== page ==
Conservation is a Community Effort
We believe that an integral part of successful and sustainable conservation is the involvement and engagement of local communities. That is why our tag line is “Helping people. Saving gorillas.”
Conservation succeeds best when it is a community effort. Yet many local people who live where we work face critical needs, such as clean water, food security and limited livelihood opportunities. Our community programs help address these issues and also bring education programs to thousands of children and adults. Conservation thrives when people are thriving too.
Conservation Programs in Local Communities
Every year, we work with local primary schools and reach more than 8,000 elementary school children with supplies and learning materials, courses, and teacher training. We also lead teacher training programs that help equip primary school teachers to provide conservation education even more widely.
Citizen Science is a program we provide for secondary schools in Rwanda. It includes environmental clubs, class work and lectures on the scientific process, creating school gardens, and actual field research. Each year, students work on different conservation research topics, such as migratory birds, butterflies, and climate change.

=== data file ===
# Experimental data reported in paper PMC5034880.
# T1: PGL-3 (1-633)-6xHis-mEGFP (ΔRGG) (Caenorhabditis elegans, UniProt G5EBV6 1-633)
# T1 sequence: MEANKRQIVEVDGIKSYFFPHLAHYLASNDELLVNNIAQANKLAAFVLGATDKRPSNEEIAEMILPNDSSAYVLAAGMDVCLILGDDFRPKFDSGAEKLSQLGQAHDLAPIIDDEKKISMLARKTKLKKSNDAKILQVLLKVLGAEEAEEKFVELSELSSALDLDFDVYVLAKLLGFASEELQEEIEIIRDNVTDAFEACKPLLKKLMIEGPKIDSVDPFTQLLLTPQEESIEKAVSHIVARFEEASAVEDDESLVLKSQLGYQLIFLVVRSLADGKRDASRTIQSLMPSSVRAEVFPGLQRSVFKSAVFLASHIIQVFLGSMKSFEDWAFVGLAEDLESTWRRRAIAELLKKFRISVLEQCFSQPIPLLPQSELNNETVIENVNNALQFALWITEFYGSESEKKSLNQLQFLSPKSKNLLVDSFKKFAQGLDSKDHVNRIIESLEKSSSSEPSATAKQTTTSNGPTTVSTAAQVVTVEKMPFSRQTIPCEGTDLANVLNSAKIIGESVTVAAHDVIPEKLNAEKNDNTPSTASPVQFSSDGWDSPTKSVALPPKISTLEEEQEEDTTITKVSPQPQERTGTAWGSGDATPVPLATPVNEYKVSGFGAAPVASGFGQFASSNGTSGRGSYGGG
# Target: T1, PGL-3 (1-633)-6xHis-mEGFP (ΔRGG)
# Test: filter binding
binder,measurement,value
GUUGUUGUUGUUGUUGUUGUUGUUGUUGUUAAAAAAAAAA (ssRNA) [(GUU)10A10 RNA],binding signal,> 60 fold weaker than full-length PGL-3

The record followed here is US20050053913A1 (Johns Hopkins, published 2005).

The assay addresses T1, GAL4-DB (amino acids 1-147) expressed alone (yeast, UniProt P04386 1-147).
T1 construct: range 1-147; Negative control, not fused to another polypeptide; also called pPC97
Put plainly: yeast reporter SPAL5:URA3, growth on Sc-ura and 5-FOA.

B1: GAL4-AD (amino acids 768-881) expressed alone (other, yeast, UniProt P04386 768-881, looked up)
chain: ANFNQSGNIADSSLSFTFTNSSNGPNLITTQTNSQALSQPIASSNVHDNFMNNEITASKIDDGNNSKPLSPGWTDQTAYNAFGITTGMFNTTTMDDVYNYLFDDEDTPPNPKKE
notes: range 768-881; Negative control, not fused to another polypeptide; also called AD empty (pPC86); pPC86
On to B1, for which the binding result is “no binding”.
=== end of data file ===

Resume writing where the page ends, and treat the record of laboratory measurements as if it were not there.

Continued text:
Other projects we help facilitate for young students include a conservation debate program, summer camp at our Ellen Campus, and special activities for World Gorilla Day each year.
Meeting Basic Needs in Local Communities
The communities located near gorilla habitat often are impoverished and face many challenges in their daily lives, such as limited food resources and lack of access to health care and clean water. When people have to focus on meeting their basic needs, they often rely on the gorillas’ forest home for hunting, firewood, water, or crop land. The Fossey Fund has programs targeted at meeting basic needs in these communities, which not only helps people but also supports effective conservation efforts.
To help address food security and livelihood needs, we operate programs aimed at increasing food alternatives through growing new crops with high nutritional value, planting fruit trees, and creating tree nurseries. While helping people directly, these programs can also reduce human pressures on the animals and plants of the forests. Other such programs include bee-keeping, bread-making, sewing and even mushroom-growing.
We also help local communities with general educational needs, such as our literacy program for women in the Democratic Republic of the Congo who have not had access to formal schooling.